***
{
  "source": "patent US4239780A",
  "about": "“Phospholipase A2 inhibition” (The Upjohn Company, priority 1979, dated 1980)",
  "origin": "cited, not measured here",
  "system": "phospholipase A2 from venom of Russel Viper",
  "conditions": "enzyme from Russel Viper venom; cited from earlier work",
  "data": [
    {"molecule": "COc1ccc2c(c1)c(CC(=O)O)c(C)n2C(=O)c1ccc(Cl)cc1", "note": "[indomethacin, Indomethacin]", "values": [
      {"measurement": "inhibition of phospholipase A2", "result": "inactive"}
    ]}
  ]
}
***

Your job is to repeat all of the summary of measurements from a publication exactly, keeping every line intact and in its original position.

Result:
{
  "source": "patent US4239780A",
  "about": "“Phospholipase A2 inhibition” (The Upjohn Company, priority 1979, dated 1980)",
  "origin": "cited, not measured here",
  "system": "phospholipase A2 from venom of Russel Viper",
  "conditions": "enzyme from Russel Viper venom; cited from earlier work",
  "data": [
    {"molecule": "COc1ccc2c(c1)c(CC(=O)O)c(C)n2C(=O)c1ccc(Cl)cc1", "note": "[indomethacin, Indomethacin]", "values": [
      {"measurement": "inhibition of phospholipase A2", "result": "inactive"}
    ]}
  ]
}